Catherine the Great is remembered as one of the greatest reformers of Russia. During her reign, Catherine continued the reforms begun by Peter the Great that ultimately led to the emergence of Russia onto the worldwide stage of politics.
Catherine was a German princess whose original name was Sophie Augusta Fredericka. She was born on April 21, 1729 at Settin, Pomerania to Johanna Elizabeth and the Prince Christian Augustus. On August 21, 1744 Catherine married Peter III, the Grand Duke of Holstein and heir apparent to the Russian throne, in the biggest ceremony ever performed in Europe. Peter III was crowned ruler of Russia in 1761. Peter proved to be a very unpopular and inept sovereign and was murdered in June of 1762 in a coup staged by the Imperial Guards. Catherine was named empress and ruled for more than thirty years.
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Catherine proceeded to "Westernize" Russia. However, unlike Peter the Great, Catherine scorned force and instead focused on pursuing individualistic endeavors. Her reforms went even farther after a failed peasant revolt in 1773 led by Yemelian Pugachev threatened Eastern Russia. As a result, Catherine the Great instituted several drastic reforms within the Russian society. First, she established the Free Economic Society (1765) to encourage the modernization of agriculture and industry. Second, she encouraged foreign investment in economically underdeveloped areas. Third, Catherine relaxed the censorship law and encouraged education for the nobles and middle class.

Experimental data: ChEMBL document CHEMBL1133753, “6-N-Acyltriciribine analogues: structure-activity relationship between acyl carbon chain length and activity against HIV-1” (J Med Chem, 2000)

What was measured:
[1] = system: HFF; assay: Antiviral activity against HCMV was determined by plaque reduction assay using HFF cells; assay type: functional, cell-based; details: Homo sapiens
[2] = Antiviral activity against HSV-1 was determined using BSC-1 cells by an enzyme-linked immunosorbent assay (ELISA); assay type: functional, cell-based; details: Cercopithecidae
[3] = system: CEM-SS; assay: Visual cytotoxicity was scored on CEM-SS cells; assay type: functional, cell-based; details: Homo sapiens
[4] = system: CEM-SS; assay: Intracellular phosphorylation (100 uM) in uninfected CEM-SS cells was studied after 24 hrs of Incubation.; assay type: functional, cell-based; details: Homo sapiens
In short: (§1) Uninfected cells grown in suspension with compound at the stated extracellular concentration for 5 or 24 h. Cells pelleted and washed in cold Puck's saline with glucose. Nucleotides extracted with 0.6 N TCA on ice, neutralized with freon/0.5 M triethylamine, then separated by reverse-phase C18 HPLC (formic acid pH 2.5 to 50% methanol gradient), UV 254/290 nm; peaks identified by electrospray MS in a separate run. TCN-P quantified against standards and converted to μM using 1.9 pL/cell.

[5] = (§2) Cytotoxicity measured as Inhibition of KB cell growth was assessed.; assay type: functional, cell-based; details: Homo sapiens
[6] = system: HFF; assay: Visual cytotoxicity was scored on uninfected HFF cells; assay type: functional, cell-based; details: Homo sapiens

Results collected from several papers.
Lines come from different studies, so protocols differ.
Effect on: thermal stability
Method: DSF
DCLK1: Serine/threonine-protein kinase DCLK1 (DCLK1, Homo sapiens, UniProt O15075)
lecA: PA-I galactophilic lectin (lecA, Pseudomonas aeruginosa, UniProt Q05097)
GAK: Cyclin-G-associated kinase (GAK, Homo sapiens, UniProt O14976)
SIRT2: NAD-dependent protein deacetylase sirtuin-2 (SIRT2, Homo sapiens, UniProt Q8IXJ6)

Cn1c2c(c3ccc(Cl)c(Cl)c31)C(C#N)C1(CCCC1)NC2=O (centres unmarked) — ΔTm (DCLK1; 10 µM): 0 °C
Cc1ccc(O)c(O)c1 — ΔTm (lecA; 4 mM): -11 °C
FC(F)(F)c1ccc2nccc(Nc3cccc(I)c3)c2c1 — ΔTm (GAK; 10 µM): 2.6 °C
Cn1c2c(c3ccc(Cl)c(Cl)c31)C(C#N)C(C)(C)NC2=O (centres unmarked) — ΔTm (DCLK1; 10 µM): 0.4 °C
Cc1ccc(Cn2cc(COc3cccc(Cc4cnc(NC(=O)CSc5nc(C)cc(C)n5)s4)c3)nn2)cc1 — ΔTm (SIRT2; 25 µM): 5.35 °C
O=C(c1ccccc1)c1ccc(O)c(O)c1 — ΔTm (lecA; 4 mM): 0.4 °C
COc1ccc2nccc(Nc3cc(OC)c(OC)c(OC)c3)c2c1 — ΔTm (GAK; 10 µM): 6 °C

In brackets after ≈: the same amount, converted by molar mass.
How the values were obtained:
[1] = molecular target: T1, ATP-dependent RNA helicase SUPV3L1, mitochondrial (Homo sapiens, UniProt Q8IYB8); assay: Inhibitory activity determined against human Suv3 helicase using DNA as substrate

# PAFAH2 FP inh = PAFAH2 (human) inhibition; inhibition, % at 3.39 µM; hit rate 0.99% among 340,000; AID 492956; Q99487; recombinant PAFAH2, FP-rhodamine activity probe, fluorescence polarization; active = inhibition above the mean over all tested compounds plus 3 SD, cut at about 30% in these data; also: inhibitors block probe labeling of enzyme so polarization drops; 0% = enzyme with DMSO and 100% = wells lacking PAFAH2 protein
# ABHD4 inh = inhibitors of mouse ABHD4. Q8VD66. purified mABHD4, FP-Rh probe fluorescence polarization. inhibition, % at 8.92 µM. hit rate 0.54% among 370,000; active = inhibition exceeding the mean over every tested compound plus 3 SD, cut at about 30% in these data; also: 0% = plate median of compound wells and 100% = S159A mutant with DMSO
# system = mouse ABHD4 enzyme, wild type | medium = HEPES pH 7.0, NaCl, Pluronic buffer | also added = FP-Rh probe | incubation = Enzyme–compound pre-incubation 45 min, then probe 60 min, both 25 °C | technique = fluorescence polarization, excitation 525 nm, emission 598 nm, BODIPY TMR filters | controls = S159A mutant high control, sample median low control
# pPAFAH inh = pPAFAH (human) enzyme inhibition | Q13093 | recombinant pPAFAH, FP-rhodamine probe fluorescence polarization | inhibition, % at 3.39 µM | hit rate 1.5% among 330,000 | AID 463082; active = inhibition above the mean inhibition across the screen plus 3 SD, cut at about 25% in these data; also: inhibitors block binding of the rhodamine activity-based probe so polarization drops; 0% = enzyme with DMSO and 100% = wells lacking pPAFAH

During Catherine's reign, Russia also achieved great military success and gained large tracts of land. Following two successful wars against the Ottoman Empire, Russia annexed Crimea, which gave it access to the Black Sea. In addition, Russia's control over Poland and Luxembourg allowed it to annex three separate tracts of land.
By the time of her death on Nov. 17, 1796, Catherine the Great had pushed Russia into the modern era. Moreover, Russia entered the modern era as a dominant player in the world.
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The Cambridge Encyclopedia of Russia and The Soviet Union: "Catherine The Great," (London; Cambridge University Press, 1982) pp. 458-460 & pp. 95-97.